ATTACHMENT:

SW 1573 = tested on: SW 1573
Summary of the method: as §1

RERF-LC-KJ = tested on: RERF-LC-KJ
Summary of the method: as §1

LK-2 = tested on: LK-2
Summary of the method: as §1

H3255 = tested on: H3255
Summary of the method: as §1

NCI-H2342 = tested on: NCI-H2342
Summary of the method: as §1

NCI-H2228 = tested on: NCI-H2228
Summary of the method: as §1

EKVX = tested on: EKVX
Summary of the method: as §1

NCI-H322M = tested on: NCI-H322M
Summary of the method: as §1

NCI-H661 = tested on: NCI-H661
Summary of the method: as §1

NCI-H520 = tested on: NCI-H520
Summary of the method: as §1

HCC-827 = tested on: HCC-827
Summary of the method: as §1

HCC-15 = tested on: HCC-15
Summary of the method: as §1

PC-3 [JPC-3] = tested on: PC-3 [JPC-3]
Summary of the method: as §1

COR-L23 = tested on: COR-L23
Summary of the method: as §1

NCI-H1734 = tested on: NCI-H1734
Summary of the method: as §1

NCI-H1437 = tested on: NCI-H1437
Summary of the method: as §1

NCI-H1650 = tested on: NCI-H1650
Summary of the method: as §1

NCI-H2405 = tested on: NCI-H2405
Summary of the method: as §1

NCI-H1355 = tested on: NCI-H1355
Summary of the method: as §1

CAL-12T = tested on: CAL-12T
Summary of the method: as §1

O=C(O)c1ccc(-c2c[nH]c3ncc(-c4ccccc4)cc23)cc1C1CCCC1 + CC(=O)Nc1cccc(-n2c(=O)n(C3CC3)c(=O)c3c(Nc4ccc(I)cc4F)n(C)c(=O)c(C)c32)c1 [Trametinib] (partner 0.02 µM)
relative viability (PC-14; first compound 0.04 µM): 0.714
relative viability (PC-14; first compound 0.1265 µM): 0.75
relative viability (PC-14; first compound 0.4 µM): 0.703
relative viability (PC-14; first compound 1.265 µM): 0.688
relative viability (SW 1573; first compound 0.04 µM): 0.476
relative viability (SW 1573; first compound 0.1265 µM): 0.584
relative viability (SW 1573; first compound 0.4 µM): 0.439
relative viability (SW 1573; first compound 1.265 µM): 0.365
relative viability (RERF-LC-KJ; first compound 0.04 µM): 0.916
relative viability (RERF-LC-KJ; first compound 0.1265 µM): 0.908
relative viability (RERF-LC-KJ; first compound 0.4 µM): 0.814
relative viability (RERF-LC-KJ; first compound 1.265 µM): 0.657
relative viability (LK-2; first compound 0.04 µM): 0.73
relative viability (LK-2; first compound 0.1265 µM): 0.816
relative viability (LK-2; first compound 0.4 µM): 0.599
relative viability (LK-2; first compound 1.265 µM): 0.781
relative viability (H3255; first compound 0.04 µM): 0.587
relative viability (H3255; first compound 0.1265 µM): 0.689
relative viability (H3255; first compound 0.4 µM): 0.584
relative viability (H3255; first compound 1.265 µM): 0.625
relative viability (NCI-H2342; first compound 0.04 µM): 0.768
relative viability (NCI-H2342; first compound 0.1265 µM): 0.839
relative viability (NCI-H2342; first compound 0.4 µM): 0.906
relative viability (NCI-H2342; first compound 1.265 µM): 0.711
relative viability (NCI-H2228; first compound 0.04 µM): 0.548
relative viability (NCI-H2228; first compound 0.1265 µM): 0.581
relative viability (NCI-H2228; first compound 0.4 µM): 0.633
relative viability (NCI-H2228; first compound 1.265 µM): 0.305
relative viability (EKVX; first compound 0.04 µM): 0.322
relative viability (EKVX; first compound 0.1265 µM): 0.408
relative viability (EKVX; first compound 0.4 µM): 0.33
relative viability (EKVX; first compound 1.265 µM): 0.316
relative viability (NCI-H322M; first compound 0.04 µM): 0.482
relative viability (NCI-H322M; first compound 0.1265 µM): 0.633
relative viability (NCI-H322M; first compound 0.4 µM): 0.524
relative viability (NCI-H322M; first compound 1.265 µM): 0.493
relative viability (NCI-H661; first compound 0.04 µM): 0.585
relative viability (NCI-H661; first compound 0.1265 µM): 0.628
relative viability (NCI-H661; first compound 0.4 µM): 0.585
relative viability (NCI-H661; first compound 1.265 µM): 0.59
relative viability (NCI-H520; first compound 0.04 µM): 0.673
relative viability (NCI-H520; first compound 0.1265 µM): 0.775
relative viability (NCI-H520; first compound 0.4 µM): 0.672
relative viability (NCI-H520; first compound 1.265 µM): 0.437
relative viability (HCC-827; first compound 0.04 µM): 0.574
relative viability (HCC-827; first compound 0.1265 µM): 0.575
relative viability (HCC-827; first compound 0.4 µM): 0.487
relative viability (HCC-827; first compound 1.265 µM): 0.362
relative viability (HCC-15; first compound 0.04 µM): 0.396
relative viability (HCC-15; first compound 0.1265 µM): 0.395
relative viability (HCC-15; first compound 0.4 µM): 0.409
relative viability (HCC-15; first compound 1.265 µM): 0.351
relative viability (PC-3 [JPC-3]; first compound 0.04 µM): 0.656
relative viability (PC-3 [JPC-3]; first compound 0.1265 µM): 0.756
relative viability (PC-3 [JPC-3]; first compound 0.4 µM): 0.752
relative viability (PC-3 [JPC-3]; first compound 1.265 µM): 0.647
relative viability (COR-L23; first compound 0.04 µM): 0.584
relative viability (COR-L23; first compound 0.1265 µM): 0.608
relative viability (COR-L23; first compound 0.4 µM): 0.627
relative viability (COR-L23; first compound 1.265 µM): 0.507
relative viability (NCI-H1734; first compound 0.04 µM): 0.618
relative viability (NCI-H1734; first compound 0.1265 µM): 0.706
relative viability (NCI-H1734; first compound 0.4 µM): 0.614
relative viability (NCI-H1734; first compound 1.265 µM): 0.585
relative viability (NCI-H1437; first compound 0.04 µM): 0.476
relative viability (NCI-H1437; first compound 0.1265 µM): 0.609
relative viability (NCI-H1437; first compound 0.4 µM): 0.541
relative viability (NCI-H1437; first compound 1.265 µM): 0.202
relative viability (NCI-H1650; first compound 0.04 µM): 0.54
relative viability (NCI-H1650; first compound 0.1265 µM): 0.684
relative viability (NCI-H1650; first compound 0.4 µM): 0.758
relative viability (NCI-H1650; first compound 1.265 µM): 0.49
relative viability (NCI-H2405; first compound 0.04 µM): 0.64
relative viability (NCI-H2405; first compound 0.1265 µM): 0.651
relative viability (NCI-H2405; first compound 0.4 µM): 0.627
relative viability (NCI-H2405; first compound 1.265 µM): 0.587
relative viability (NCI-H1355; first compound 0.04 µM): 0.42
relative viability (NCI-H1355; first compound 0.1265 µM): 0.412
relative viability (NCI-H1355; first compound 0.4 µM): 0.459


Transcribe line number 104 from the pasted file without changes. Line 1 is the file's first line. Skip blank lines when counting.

relative viability (NCI-H1734; first compound 0.4 µM): 0.614